Academic journal article Black Music Research Journal

U.S. Army Black Regimental Bands and the Appointments of Their First Black Bandmasters

Academic journal article Black Music Research Journal

U.S. Army Black Regimental Bands and the Appointments of Their First Black Bandmasters

Article excerpt

The black regimental bands and their bandmasters in U.S. Army service between the Civil War and World War I comprised a fluid yet tight little community of soldier-musicians. Conspicuous in their own day, these units and their leadership teams are by no means familiar to modern readers. Replacement of white by black bandmasters in this community in the first decade of the twentieth century represented in its day an important public battle in the struggle for civil rights and racial fairness in the military. The following narrative offers a fuller account of this battle than has previously been available, but--full warning--the story is going to get a little dense. A bit of necessary background will begin to set the stage.

Some Necessary Background

There were only four regular regiments of African-American soldiers in the U.S. Army from 1870 to 1917. These were the Ninth and Tenth Cavalry Regiments (the men of the Tenth were the original Buffalo Soldiers) and the Twenty-Fourth and Twenty-Fifth Infantry Regiments. (1) They were primarily stationed far from major white centers of population in the American South and West for most of their history before 1920, and they were mainly deployed against those perceived to be people of color: Native Americans, Mexicans, the Spanish in Cuba, and the Spanish and natives in the Philippines.

These regiments had white officers, and each had a regimental band under an enlisted man--a sergeant, who was appointed chief musician. From the bands' inception, the latter was a position held by a white man. He was the lowest-ranking white soldier in the unit and the only white soldier who was not a commissioned officer. (2) Before 1907, the highest rank to which a black bandsman in the regular army could aspire was the number two spot--principal musician in the infantry and chief trumpeter in the cavalry (a terminological distinction that began to fade in the records after the turn of the century in favor of principal musician or assistant band leader). Other secondary musical leadership roles for black sergeants were as chief trumpeter in the infantry and drum major. (The bandmasters of the four regular black regiments over the entire history of each unit are listed in Appendix I.)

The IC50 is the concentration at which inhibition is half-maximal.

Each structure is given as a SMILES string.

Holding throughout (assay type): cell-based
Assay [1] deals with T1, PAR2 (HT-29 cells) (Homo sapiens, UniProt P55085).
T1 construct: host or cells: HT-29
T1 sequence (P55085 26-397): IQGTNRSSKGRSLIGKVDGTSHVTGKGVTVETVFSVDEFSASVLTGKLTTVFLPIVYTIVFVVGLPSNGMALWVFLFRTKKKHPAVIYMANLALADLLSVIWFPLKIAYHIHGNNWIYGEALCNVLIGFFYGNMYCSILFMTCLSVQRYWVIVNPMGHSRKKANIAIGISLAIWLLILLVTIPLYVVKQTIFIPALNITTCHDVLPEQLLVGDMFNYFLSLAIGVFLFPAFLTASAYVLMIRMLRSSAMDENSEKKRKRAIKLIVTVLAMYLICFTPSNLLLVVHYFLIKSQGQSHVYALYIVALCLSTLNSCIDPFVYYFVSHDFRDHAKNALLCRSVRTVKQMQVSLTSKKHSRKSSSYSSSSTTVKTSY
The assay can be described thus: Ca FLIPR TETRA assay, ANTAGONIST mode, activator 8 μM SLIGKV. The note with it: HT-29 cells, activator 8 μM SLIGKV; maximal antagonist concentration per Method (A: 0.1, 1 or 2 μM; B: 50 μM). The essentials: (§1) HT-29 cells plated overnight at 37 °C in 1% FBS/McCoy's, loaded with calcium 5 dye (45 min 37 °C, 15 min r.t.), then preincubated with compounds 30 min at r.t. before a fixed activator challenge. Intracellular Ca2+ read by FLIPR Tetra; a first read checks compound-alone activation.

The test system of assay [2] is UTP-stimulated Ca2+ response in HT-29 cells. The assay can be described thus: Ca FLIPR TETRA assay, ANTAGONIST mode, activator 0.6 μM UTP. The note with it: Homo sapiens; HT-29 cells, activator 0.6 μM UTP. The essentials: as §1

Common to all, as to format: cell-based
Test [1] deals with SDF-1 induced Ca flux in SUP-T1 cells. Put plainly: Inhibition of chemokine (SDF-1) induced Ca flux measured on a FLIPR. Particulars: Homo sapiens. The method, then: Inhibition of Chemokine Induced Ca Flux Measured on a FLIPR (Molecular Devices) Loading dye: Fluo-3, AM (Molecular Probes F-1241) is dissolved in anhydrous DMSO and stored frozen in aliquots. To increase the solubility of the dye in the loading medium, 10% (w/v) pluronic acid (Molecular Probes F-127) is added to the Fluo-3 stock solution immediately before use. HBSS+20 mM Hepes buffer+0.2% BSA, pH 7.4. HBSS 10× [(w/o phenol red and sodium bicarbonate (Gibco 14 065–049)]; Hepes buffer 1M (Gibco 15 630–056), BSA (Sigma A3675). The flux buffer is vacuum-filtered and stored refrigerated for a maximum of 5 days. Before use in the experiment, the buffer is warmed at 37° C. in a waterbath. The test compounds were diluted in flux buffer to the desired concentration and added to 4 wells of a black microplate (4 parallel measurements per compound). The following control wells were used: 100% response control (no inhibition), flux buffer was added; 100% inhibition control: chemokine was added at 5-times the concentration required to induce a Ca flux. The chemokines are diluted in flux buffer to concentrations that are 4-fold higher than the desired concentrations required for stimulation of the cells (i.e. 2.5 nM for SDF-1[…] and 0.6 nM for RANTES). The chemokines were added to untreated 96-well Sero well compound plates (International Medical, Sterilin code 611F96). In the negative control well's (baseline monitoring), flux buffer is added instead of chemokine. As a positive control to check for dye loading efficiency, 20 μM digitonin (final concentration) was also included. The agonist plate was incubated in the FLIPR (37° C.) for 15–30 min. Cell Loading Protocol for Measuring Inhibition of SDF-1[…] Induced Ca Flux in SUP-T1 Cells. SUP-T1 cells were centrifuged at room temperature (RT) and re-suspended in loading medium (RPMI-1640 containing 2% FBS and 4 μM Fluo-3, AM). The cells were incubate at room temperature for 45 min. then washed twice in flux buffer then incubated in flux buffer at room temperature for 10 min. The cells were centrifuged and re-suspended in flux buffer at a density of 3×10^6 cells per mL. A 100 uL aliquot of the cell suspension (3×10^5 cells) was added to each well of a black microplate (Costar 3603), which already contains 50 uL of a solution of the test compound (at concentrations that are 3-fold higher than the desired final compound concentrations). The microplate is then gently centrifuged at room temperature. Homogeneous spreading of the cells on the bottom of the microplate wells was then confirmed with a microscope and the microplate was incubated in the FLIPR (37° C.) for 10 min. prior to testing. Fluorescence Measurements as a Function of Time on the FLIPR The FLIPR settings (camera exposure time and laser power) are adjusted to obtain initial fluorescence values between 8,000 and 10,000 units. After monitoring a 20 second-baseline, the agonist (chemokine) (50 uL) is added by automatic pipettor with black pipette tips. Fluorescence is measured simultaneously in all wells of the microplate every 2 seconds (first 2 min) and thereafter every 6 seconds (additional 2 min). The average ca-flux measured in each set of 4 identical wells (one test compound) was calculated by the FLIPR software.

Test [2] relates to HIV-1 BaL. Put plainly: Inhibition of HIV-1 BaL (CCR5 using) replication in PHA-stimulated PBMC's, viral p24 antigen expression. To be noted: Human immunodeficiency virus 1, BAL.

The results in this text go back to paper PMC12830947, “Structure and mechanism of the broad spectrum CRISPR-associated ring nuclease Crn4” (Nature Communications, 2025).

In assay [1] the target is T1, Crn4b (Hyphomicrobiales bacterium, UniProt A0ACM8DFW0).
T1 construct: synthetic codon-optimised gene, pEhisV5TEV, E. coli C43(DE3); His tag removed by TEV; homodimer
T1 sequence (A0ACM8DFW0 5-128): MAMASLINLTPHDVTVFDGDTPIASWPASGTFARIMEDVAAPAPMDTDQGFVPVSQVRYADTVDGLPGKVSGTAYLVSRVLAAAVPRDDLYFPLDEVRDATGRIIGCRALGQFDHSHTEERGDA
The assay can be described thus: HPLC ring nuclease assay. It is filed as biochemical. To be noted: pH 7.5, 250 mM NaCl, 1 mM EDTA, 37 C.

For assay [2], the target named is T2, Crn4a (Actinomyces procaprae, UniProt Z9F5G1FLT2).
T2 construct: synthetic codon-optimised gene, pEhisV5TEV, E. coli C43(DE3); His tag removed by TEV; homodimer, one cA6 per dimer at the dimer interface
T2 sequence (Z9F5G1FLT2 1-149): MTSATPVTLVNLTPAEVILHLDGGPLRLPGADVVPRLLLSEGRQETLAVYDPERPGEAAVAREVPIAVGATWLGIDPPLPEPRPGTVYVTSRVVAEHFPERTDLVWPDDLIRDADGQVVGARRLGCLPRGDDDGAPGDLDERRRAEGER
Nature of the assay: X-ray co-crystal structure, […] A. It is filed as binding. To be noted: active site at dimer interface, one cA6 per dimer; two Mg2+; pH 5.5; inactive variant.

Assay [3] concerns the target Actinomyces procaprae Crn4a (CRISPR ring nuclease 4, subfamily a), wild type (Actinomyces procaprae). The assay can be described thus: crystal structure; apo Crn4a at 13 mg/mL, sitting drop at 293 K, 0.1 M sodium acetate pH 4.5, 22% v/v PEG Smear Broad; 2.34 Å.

The post of chief musician was a particularly desirable one simply in financial terms, and thus the injustice of reserving the position for whites was economic as well as racial. The key point here is that monthly base pay and total monthly earnings could be substantially different amounts for an army musician. To begin with, remuneration could be significantly increased by private income from the band's outside engagements, which could sometimes equal the amount earned in base pay. And, in addition, bandsmen also had sufficient free time to work at a second trade if they had skills that were in demand, such as barber, baker, carpenter, or mason, earning extra-duty pay directly from the army that could also equal or exceed their base pay. (The two newspaper articles in Appendix II, Documents A and B, provide contemporary elaboration on the situation of, and financial opportunities for, army bandsmen. (3)) Clearly, a skilled bandsman's position in a popular outfit with an effective bandmaster and an accommodating regimental adjutant could be significantly rewarding. Advance in rank multiplied the effect. Following a rough rule of two, army sergeants, including band sergeants, earned about twice the base pay of privates, while the chief musician earned about twice as much again, and the base pay of a commissioned second lieutenant was about double that of a chief musician. On this basis, a chief musician was already the highest paid noncommissioned officer in the U.S. Army. The possibilities for additional income only enhanced the attraction of the job.

The army's four black regimental bands were well-known to the African-American civilian population, as was therefore the fact of the whiteness of their bandmasters, even though it was not often that opportunities arose for the bands to be seen and heard by black civilians in concert. …

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